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Turnover is vanity, cash is sanity…but the buckle on hospitality’s belt is ESG


It’s tough enough being in business these days: think WeWork, which soared to a market cap of $47 Billion, and then filed for bankruptcy (this month), all within the space of fifteen short years. Last year, WeWork generated annual operating revenues of $3.24 Billion, and losses of $2 Billion, which starkly illustrates the core failure of its operating model: it doesn’t matter how much you collect from your customers, the point is to keep enough of it to stay in business…and grow. The same goes for Carillion, formerly a member of construction’s aristocracy, but it collapsed in 2018 after struggling for years on a hopelessly thin profit margin of 0.02%. As the old adage goes…turnover is vanity, cash is sanity.


Nobody reading that (or almost nobody…take a bow Sam Bankman-Fried), could possibly fail to understand the fundamental reason for WeWork and Carillion’s failure: but it’s a lot harder to understand what was going on among their highly paid coterie of senior and executive management: because, for years now, we’ve had a tried and tested system that joins up the dots between those crucial top and bottom lines…businesses with any sort of ambition to stay around for the long term use Metrics to stay on top of how they’re doing now: and the expansive list of key performance indicators (KPIs) will always include metrics for bottom line revenue and net profitability. Of course, reading the data (or at least reading it intelligently), is a different matter altogether…


Every commercial sector now has its own specially tailored set of KPIs, each reflecting the management imperative of top and bottom-line cohesion.


UK Hotels and Hospitality


Take UK Hotels and Hospitality for example: the relevant metrics will invariably include Total Available Rooms (TAR), where the number of rooms available for occupation is multiplied by number of days in the relevant period to produce capacity and revenue targets; then there’s the Average Daily Rate (ADR), which measures headline performance by reference to individual rooms over any given period (dividing income for each room by the number of paid rooms occupied); and the hotel can also assess its overall success in filling those rooms by looking at RevPAR metrics (revenue by available room). Prudent management will also be looking closely at Average Occupancy Rates (AOR), and Gross Operating Profit by room (GOP PAR)…and the list goes on (and on)… but you get the message, so I won’t labour it.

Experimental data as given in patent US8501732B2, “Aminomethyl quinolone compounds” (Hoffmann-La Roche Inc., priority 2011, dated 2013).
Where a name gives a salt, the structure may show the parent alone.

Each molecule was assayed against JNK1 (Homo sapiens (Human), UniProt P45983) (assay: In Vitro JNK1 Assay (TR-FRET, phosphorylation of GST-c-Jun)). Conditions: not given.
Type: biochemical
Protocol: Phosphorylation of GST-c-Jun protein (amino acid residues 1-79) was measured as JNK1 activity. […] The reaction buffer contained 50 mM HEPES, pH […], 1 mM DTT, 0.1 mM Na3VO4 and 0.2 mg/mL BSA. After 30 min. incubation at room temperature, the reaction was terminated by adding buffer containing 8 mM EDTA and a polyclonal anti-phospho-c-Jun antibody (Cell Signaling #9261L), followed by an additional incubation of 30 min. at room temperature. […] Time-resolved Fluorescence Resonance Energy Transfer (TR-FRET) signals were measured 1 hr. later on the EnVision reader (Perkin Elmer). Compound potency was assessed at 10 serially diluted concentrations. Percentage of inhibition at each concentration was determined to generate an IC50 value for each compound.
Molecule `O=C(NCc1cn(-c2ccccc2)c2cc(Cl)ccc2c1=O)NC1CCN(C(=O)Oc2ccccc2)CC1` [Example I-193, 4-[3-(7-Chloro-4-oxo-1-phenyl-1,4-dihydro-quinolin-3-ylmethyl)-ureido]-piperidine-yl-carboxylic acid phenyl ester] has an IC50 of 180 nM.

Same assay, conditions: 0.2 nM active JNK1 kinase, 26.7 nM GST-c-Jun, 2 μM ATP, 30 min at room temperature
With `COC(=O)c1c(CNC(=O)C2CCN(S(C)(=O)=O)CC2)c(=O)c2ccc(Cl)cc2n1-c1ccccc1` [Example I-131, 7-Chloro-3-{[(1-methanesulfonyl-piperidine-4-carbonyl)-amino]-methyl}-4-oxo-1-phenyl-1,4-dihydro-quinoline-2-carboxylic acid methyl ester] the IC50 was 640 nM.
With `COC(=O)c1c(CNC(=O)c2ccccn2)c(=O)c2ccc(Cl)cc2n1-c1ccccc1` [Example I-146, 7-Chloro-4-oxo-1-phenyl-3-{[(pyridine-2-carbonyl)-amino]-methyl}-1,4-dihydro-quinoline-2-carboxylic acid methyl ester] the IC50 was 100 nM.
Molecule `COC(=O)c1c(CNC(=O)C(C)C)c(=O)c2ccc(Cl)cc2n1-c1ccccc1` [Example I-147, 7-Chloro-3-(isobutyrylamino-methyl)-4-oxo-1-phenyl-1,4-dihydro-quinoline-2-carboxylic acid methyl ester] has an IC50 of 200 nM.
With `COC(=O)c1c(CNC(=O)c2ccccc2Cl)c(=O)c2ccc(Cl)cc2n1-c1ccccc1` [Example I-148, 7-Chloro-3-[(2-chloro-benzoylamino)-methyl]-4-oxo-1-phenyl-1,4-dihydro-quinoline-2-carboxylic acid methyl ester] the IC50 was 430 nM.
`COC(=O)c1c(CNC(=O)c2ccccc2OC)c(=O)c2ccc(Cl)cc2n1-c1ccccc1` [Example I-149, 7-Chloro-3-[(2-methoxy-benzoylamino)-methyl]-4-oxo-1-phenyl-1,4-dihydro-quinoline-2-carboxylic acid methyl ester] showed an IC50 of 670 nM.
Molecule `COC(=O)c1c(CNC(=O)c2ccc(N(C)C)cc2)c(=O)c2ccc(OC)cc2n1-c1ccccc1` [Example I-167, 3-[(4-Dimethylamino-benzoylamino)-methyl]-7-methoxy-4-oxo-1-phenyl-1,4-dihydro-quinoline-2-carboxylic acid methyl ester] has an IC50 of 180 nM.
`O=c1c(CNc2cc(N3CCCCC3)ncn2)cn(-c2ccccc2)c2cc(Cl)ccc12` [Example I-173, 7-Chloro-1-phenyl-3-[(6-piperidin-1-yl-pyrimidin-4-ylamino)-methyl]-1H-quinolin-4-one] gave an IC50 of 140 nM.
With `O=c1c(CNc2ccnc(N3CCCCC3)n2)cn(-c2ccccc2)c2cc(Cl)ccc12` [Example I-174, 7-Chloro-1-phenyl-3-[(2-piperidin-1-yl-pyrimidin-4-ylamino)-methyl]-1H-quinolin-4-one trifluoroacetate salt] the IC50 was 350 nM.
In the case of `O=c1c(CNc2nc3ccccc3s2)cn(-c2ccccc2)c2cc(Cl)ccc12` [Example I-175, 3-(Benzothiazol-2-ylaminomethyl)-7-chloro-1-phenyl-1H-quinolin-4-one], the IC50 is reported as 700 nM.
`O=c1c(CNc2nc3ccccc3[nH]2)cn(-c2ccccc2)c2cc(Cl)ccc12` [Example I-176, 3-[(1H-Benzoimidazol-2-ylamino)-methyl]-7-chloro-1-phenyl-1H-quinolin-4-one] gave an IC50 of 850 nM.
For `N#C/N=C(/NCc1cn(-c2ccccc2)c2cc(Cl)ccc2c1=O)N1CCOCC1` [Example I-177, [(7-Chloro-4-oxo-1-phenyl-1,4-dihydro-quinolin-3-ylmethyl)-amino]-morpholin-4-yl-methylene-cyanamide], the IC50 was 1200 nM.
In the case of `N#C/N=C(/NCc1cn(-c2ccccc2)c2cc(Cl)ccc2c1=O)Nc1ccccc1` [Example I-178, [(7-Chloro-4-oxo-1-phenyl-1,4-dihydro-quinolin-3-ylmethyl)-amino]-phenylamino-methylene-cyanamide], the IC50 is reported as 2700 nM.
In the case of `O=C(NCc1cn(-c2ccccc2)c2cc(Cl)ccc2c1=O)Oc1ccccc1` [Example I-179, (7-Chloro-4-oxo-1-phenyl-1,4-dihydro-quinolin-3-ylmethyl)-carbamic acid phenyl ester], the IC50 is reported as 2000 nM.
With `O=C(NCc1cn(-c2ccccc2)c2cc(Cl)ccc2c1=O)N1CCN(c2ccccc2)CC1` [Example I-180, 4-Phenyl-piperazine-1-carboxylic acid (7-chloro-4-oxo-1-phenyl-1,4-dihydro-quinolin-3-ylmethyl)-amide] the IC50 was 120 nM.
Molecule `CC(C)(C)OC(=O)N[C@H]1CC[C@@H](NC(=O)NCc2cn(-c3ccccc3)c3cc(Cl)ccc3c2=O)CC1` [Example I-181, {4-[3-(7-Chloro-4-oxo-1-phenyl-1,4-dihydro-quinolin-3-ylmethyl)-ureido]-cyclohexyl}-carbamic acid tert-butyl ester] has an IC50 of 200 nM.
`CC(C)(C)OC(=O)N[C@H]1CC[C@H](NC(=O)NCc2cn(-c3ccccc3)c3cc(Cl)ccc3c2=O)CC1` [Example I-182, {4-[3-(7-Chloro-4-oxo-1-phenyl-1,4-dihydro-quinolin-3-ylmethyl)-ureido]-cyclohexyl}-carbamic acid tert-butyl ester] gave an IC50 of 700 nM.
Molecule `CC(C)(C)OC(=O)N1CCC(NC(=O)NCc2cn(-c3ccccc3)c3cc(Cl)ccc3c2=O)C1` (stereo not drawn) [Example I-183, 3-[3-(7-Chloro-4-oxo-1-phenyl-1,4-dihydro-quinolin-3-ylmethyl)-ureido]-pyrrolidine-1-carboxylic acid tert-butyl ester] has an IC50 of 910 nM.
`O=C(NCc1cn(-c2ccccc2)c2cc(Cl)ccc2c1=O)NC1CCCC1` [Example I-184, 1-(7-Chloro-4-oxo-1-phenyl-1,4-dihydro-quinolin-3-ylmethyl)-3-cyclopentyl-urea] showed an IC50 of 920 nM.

ESG Metrics


I do, though, want to highlight here the growing importance of ESG Metrics for the UK Hotel Sector, especially given the Sector’s place within an ever more sophisticated regulatory structure: for example, COP26 created an International Sustainability Standards Board (ISSB:, which will pave the way for more consistent ESG reporting, as well as an overall strengthening of capital markets. And for UK operators with outlets on the Continent, we already have, since December last year, the Corporate Sustainability Reporting Directive ( s:// Complying with these evolving standards will in the future become just as important as it is now to keep track of bottom line performance metrics: perhaps even more important, bearing in mind the vast majority of hotel investors now put ESG compliance at the top of their list when deciding where to put their money, and that’s been the case too for an overwhelming number of business and leisure travellers for at least the last decade (


So the lesson is simple: ignore accurate ESG modelling and your new hotel likely won’t get built, or, if it is, it certainly won’t be full. That’s how important sustainability metrics have become, when it comes to joining up the dots between top and bottom.


Red Ribbon Phoenix Green Hotel Fund (


The Red Ribbon Phoenix Green Hotel Fund was created to respond constructively to shifting patterns of demand and regulatory compliance within the hotel and hospitality sector. Committed to developing and refurbishing UK Hotels with accurate ESG modelling and compliance built in from the ground up.


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Red Ribbon Asset Management ( aims to harness the full potential of fast evolving and emerging technologies to meet the needs of global communities as part of a circular economy, fully recognising the compelling demands of planet people and profit.

Suchit Punnose

Suchit Punnose / About Author

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